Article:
Jones’s influential father, Bob Jones, was a folk singer at Harvard Square’s Club 47 (“a great interpreter of Woody Guthrie songs,” she says), and later a tour manager and producer of jazz and folk festivals. The family lived in Cincinnati before moving to Ridgefield, Connecticut, when Jones was 12. They’d spend a month almost every winter at her grandparents’ home in Mumbai, where her mother grew up. Bob Jones’s “love of discovery” created a powerful example for Radhika and her siblings (her older sister is author Nalini Jones, and her brother, Chris Jones, teaches history at Andover). “A lot of the work of a festival-producer is discovering new talent. That was something that I watched him do over and over,” Jones recalls. She learned to “find something that you love, and then sort of figure out how to go from there.”
The shy, high-achieving Jones chose Harvard in part because of a “familial attachment to Boston,” where her father had grown up and started his career. She had excelled at all subjects in high school, and at first thought she’d study physics. “And then I took three weeks of multivariable calculus and, yeah, no,” she says. “I ended up concentrating in English, which was and still is my great love.” Unlike many eminent names in journalism, Jones didn’t have training as a college reporter. Her extracurricular passion was theater. “Not performing, but like my father, backstage work,” she says. She staged lights and sound, and eventually produced plays. “It was just incredibly creative and exhilarating and often very time-consuming….The capacity for theatrical invention was amazing.”
After Harvard, Jones didn’t have a long-term plan. She taught English in Taipei, and then in 1995 moved to Moscow, four years after the breakup of the Soviet Union. She dated Aleksandr Solzhenitsyn’s son Yermolai Solzhenitsyn ’92 in college, so she had taken, and ended up loving, first-year Russian as a senior. That interest led her to a job as a copyeditor for The Moscow Times, an English-language paper. “It was an amazing time in the history of the world,” she recalls of her two years there. “We worked in the old Pravda building,” the former paper of the Soviet Communist Party. She eventually became the paper’s arts editor and its restaurant critic, reviewing Moscow’s takes on Mexican, Indian, and Taiwanese cuisine. “El Rancho is a new Latin restaurant, but their musical repertoire is as old as the hills,” one review quipped. “‘Do we really need to hear “Guantanamera” again?’ sighed one of my dining companions.”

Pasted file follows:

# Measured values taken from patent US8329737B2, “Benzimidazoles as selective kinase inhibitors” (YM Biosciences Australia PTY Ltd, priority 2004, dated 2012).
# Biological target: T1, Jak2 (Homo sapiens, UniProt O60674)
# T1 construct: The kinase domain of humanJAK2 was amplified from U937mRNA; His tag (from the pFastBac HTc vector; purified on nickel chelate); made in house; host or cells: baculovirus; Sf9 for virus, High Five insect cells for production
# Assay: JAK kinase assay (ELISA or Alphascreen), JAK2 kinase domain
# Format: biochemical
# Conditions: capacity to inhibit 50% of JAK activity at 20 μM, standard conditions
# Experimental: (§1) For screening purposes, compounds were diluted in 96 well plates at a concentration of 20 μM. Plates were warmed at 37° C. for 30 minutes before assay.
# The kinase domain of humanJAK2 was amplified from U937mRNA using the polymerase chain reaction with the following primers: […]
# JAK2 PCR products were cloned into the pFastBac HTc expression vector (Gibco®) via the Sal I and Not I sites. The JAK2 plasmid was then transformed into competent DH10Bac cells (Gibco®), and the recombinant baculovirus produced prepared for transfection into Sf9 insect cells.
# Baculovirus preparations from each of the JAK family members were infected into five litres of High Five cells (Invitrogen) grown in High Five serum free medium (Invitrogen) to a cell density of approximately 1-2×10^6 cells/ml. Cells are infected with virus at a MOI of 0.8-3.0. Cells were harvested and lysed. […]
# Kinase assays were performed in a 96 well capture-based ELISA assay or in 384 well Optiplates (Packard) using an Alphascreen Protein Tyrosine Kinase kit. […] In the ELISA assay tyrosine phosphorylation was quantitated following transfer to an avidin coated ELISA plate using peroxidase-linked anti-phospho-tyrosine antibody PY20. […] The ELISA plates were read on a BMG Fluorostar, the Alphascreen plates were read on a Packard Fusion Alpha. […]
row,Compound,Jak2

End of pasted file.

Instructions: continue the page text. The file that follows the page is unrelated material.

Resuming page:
“I had absolutely no business critiquing restaurants,” Jones says now, with a laugh. “It was a moment when people actually were opening restaurants, clubs, and cafés, and there was a kind of liveliness....It was an interesting time to observe that nascent post-communist culture.”
She loved Moscow, but after three years abroad, wanted a way back to the United States. “I felt also that I just wasn’t done with my field,” she explains. She started an English and comparative literature Ph.D. at Columbia in 1997, with interests in post-colonial literature and the Victorian novel (she’s remained in New York ever since, now living in Brooklyn with her husband and son). One of her professors, the late George Stade, approached her to write introductions to a series of classic novels—Great Expectations, David Copperfield, and A Room with a View—that he was editing for Barnes & Noble. “It made me start to think about, outside the seminar room, how do we talk about novels and what they mean to us?” Jones recalls. “And I still care deeply about doing that.”
In Moscow, Jones says, she’d “gotten very addicted to deadline-oriented, collaborative journalism.” Missing that in graduate school, she started editing for Grand Street and Artforum magazines: “There was a period when I was running all over the city editing at places and studying for my oral exams.” By 2005, when she was hired as managing editor of The Paris Review, she knew her career would be in magazines. She almost dropped her dissertation, but ultimately wrote it while at the Review, working in small chunks every morning. The year she finished, in 2008, she became arts editor at Time. At The Paris Review she had reached an influential but narrow audience; now she was eager to curate coverage for a mass audience. The Time editorship “was very appealing to me because it’s a taste-making job,” Jones says. “You can move the needle on a novel or a film or a TV show….You can make the readership aware of something in the culture that they weren’t aware of.”